Brands are 3-dimensional. In addition to your logo, your brand includes visual cues like your digital presence, sign, trucks, uniforms and forms. Your messaging matters. (Copy is important! You’re reading this and it’s not even that important. Or is it?) The third and arguably most important factor is the consistency of your brand. Many a logo/slogan that you may not think of as great, used consistently over time to establish a unique positioning in the minds of consumers, still works, still sells.

There’s equity in a good brand. According to Forbes magazine’s annual review, “Brands get their value from how customers perceive them,” says David Reibstein, a professor of marketing and branding expert at the University of Pennsylvania’s Wharton School. “What makes it valuable from a company perspective is that customers are willing to pay a higher price or are more likely to buy.”

How much are the top five brands worth?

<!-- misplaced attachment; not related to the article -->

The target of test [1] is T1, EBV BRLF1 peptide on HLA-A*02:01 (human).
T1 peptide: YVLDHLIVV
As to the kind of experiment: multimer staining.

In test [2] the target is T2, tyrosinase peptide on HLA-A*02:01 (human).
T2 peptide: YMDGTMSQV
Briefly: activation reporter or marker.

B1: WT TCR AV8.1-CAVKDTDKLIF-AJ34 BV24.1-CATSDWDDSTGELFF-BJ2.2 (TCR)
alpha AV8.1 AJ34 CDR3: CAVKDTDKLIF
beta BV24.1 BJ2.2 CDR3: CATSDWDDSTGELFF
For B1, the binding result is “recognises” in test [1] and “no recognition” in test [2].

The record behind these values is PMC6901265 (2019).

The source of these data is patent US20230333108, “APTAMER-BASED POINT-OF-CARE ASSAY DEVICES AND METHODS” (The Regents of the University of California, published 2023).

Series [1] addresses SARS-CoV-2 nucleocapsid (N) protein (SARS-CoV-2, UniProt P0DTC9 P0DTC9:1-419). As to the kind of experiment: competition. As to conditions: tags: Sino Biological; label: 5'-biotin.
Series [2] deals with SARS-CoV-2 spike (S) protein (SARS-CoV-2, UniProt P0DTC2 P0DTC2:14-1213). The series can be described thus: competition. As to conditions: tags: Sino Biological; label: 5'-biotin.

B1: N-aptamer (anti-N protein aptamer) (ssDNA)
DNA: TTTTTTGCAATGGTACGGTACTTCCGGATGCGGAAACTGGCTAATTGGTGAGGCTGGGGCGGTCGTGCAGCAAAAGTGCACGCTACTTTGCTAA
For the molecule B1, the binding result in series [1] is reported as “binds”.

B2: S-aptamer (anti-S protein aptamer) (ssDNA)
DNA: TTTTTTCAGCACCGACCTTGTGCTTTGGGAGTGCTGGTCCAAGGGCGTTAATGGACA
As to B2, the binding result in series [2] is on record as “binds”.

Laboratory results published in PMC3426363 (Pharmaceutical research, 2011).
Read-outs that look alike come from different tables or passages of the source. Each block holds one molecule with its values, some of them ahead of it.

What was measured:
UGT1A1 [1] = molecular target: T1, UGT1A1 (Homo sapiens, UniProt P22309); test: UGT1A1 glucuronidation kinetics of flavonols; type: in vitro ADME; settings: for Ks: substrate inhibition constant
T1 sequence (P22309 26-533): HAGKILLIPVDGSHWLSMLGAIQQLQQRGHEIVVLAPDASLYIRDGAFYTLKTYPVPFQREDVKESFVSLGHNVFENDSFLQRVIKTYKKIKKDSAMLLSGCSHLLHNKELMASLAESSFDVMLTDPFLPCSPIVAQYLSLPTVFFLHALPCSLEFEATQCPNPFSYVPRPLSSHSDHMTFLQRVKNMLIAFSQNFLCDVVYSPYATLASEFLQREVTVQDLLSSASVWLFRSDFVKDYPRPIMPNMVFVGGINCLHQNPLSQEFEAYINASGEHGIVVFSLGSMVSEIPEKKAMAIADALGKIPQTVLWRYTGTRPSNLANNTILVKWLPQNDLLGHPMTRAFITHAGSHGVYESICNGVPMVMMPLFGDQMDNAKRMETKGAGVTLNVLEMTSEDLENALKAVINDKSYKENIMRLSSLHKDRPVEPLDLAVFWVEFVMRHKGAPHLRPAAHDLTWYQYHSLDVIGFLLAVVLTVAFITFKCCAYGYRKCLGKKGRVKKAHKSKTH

1. Apple’s brand is valued at $154 billion
  2. Google $82.5 billion
  3. Microsoft $75.2 billion
  4. Coca-Cola $58.5 billion
  5. Facebook $52.6 billion

(Forbes, May 11, 2016).

Your brand is a promise. Do your products, your services, your organization and your people all deliver on that promise? Harmony is where the magic happens. When your mission and your message are singing the same song, there is strategic harmony. That is gold. Apple is the New York Philharmonic of brand harmony. Volkswagen, with its falsetto promise of German engineering being drowned out by news cycles filled with emissions-control corner-cutting, not so much. Customers don’t just hear brand harmony, they sense it. When you say what you mean and mean what you say, it’s only natural for customers to appreciate that harmony and reward you with their business and referrals. Conversely, if you don’t walk the walk, people won’t buy your talk.

Be careful what you promise. Avoid these four tired brand clichés like the plague:

  1. Trust in us (Aren’t all brands essentially about trust?)